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Chafee presses feds to return Pleau case to R.I.

Nearly two years after Jason Pleau shot, killed and robbed gas station manager David Main outside a Woonsocket bank, Gov. Lincoln Chafee '75 P'14 P'16 petitioned the U.S. Supreme Court in August to return Pleau to state custody. In federal custody since his arraignment in late May, Pleau is on track to stand trial against federal prosecutors who plan to seek the death penalty. No trial date has been set yet for Pleau, nor has the Supreme Court issued a decision on whether they will review the case.

The long history of the case began in September 2010 when Pleau shot Main outside of Citizens Bank in Woonsocket and took the victim's $12,542 in deposit money. Pleau had worked with two accomplices that day to track Main from the Shell station to the bank. Pleau then fled the scene, split the money and was found and arrested three days later in New York. In the two years following his arrest, a custody battle has been ongoing between the state and federal governments.

In his petition for a U.S. Supreme Court review of the case, Chafee cited a conflict between two federal laws - the Interstate Agreement on Detainers Act and the habeas corpus statute. According to the former, the federal government must request permission to take custody of an individual from the state. In an unusual move for a governor, Chafee denied the original request in June 2011. The conflict is a state's rights issue for Chafee, said Christine Hunsinger, his communications director. "If the state did not have the right to say no, the federal government would not ask," she said. Hunsinger stressed that Chafee's move was due to Rhode Island's opposition to the death penalty and not because of Chafee's personal convictions.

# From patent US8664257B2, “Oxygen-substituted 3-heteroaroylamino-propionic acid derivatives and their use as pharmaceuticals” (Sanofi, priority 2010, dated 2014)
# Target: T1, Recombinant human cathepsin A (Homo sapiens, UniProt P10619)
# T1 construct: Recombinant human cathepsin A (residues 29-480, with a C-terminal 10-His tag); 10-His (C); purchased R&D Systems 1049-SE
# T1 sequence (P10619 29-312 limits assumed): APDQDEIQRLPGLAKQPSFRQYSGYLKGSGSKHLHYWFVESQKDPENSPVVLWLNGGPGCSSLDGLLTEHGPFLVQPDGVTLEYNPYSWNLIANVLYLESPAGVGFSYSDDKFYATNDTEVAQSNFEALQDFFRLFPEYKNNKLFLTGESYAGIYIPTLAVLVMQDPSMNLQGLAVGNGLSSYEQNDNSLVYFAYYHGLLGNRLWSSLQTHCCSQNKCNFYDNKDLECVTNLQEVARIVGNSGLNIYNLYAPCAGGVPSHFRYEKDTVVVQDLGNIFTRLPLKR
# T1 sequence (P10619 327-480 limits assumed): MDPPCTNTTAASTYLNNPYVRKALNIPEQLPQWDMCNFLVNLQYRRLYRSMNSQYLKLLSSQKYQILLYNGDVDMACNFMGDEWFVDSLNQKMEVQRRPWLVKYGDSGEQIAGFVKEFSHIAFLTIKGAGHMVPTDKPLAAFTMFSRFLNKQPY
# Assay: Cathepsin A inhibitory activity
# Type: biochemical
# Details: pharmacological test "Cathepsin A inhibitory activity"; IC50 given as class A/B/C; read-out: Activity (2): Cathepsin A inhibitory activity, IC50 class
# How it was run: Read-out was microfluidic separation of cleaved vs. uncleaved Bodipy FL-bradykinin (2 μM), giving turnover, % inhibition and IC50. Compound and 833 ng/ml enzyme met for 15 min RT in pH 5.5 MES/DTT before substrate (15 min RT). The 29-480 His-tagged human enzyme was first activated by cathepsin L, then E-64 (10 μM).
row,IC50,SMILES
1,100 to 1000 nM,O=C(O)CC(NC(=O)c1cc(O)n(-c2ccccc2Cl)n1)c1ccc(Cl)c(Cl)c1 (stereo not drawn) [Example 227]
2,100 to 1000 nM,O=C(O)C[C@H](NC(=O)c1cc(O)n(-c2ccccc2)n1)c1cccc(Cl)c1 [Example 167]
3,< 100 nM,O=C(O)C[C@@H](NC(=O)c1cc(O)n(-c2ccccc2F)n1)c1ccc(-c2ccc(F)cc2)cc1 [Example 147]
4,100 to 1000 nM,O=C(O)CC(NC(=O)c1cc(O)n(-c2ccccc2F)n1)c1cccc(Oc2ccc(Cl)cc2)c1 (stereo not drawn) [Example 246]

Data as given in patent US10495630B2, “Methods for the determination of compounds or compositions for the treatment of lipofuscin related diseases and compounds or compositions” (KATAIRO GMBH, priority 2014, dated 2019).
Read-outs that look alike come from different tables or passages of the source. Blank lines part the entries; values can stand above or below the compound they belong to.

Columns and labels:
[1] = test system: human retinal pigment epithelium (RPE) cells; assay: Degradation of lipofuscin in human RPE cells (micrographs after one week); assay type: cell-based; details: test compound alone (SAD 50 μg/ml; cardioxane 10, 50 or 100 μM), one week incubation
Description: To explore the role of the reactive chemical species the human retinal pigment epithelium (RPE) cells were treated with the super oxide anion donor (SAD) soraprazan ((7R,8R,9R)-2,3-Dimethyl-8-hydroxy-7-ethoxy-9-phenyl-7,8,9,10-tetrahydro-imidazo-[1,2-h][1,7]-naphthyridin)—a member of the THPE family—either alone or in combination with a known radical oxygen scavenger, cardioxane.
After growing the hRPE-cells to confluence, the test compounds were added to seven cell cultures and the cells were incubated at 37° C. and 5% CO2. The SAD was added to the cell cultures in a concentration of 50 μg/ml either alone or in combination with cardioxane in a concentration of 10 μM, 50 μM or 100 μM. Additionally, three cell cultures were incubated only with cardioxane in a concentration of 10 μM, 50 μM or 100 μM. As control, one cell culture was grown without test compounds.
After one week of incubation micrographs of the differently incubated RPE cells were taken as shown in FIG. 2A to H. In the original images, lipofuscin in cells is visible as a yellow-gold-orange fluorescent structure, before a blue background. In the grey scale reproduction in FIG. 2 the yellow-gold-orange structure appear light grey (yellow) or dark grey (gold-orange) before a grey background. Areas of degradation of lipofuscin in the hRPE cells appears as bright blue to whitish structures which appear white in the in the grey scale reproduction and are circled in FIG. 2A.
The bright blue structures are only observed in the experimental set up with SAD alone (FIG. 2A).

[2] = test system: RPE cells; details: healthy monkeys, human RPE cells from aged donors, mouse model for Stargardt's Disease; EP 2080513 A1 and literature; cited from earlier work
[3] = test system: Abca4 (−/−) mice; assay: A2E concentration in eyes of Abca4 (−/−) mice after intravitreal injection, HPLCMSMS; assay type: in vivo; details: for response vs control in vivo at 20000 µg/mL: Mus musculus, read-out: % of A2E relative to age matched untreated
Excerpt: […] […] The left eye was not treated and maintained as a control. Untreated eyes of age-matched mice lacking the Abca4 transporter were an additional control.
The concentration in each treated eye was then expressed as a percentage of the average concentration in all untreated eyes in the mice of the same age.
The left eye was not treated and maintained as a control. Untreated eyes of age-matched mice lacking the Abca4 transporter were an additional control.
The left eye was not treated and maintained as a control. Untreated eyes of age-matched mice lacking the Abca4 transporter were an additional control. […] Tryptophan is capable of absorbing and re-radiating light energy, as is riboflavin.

Though Chafee hopes to bring Pleau back into state custody, he is no longer facing state charges. Pleau was charged in state court as a probation violator in May 2011 and ordered to serve 18 years. Since then, the R.I. State Attorney General's office dismissed the murder case so it could proceed in federal court, said Amy Kempe, public information officer for R.I. Attorney General Peter Kilmartin.

Either the state or federal government could have prosecuted the case, said Jim Martin, spokesman for U.S. District Attorney Peter Neronha. After working together since the day of the shooting in 2010, both offices agreed that the federal government would be the best office to prosecute the case. The office of the U.S. District Attorney historically prosecutes cases involving bank robberies in order to protect federally insured banks, Martin said.

The Pleau case is unusual for numerous reasons, said Professor of Political Science and Public Policy Ross Cheit. The case has "a very tortured and complicated procedural history," Cheit said, citing decisions that were overturned by larger panels of judges. Though the media has portrayed the conflict as a fight over whether Pleau should receive the death penalty or not, it is really an argument over how to interpret two federal laws, he said. It is also unusual that the federal government is pursuing the death penalty after Pleau "agreed to life in prison," Cheit said, citing a 2011 letter from Pleau's public defender in regard to the original state charges. "What even makes it a federal case is ... (Main) was on his way to deposit money to a bank," Cheit said.

Chafee's decision to pursue the case was praised by activists, including the American Civil Liberties Union. In addition to supporting the governor's legal right to deny federal custody of Pleau, the ACLU believes "as a matter of policy that it is also the right thing to do," said Executive Director of the R.I. ACLU Steven Brown. The ACLU has long been opposed to the death penalty, in part because it is "enforced against racial minorities and the poor discriminatorily," Brown said. He added that this conflict of federal laws took on a lot more significance when prosecutors decided to "try and kill him."

"Retribution and vengeance is not something the government should be involved in," he said.


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